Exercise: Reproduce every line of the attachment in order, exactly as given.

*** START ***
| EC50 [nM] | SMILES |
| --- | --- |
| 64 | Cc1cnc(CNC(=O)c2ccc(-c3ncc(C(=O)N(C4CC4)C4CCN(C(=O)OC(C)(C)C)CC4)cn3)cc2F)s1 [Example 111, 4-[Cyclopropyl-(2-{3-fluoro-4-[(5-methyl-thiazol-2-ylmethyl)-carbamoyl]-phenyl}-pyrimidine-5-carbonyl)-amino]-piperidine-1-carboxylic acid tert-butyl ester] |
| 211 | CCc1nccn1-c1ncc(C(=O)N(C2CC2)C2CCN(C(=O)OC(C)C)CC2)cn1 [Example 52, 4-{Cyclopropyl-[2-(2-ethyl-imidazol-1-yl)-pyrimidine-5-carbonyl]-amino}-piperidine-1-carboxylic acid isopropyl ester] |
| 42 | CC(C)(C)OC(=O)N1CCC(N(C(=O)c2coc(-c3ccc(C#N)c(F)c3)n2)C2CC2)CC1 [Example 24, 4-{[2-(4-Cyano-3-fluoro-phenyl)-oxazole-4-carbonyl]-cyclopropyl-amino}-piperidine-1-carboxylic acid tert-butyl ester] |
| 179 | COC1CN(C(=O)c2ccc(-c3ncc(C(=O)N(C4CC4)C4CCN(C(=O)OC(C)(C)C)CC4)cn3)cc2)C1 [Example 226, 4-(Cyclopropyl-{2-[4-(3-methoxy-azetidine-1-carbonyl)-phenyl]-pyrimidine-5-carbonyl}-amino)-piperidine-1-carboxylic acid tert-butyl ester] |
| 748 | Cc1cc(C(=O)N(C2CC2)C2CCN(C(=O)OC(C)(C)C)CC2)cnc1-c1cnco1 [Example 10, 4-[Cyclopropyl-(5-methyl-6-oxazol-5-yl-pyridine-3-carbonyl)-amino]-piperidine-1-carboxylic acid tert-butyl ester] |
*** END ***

| EC50 [nM] | SMILES |
| --- | --- |
| 64 | Cc1cnc(CNC(=O)c2ccc(-c3ncc(C(=O)N(C4CC4)C4CCN(C(=O)OC(C)(C)C)CC4)cn3)cc2F)s1 [Example 111, 4-[Cyclopropyl-(2-{3-fluoro-4-[(5-methyl-thiazol-2-ylmethyl)-carbamoyl]-phenyl}-pyrimidine-5-carbonyl)-amino]-piperidine-1-carboxylic acid tert-butyl ester] |
| 211 | CCc1nccn1-c1ncc(C(=O)N(C2CC2)C2CCN(C(=O)OC(C)C)CC2)cn1 [Example 52, 4-{Cyclopropyl-[2-(2-ethyl-imidazol-1-yl)-pyrimidine-5-carbonyl]-amino}-piperidine-1-carboxylic acid isopropyl ester] |
| 42 | CC(C)(C)OC(=O)N1CCC(N(C(=O)c2coc(-c3ccc(C#N)c(F)c3)n2)C2CC2)CC1 [Example 24, 4-{[2-(4-Cyano-3-fluoro-phenyl)-oxazole-4-carbonyl]-cyclopropyl-amino}-piperidine-1-carboxylic acid tert-butyl ester] |
| 179 | COC1CN(C(=O)c2ccc(-c3ncc(C(=O)N(C4CC4)C4CCN(C(=O)OC(C)(C)C)CC4)cn3)cc2)C1 [Example 226, 4-(Cyclopropyl-{2-[4-(3-methoxy-azetidine-1-carbonyl)-phenyl]-pyrimidine-5-carbonyl}-amino)-piperidine-1-carboxylic acid tert-butyl ester] |
| 748 | Cc1cc(C(=O)N(C2CC2)C2CCN(C(=O)OC(C)(C)C)CC2)cnc1-c1cnco1 [Example 10, 4-[Cyclopropyl-(5-methyl-6-oxazol-5-yl-pyridine-3-carbonyl)-amino]-piperidine-1-carboxylic acid tert-butyl ester] |